Tuesday, July 2, 2013
Malaysian identity cards were issued to foreign migrants who worked at a logging camp in Kinabatangan, while some others collected theirs at a coffee shop in Kota Kinabalu, the Royal Commission of Inquiry on illegal immigrants in Sabah heard today.
Mameng Saleng, 63, who was born in Sulawesi, Indonesia, told the five-man RCI panel he had received his identity card while working with a logging company. His supervisor had offered the workers citizenship.
"In 1983, the manager asked me whether I wanted a Malaysian IC and I agreed at once," Mameng told the RCI panel led by former Sabah and Sarawak Chief Judge Tan Sri Steve Shim Lip Kiong.
Mameng, who entered Sabah in 1981, admitted that all the documents related to the identity card were filled at the logging camp, although he still needed to go to the National Registration Department.
"I took a picture of myself, filled up all the forms at the camp, no testimonial was required. At that time, there were two men whom I did not recognise, handling the issuance of the IC," he said, adding the entire process took about two months.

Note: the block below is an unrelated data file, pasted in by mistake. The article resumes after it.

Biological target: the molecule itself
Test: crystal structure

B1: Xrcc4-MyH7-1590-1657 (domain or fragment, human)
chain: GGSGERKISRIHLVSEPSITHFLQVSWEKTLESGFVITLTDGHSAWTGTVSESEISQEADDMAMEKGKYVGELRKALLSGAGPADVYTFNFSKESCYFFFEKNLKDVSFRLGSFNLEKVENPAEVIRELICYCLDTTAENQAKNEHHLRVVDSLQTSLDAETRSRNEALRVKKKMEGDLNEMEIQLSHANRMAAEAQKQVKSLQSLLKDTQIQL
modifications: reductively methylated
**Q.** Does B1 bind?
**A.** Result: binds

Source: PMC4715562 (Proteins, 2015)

Mameng only had to pay RM150. He has never failed to vote in every general election since then.
Another witness, Ahmad Soso, 53, admitted that he received his IC at a coffee shop in Kota Kinabalu after meeting a man of Bugis descent.
Ahmad, also born in Sulawesi, said he and his friends only had to pay RM10 stamp duty each to obtain their ICs. They did not have to go to the NRD.
He said the entire process was done at the man's house, including filling the application forms and taking their fingerprints. "He asked us how many people were applying, then we filled up the forms and he took our fingerprints," said Ahmad, a labourer at a botanical garden in Ranau.
After three months, the ICs were ready and Ahmad picked them up from a coffeeshop.
Ahmad, who is a registered voter, also told the RCI panel that except for 1990, when his voting centre was in Kudat, he had always voted since getting his IC. - July 2, 2013.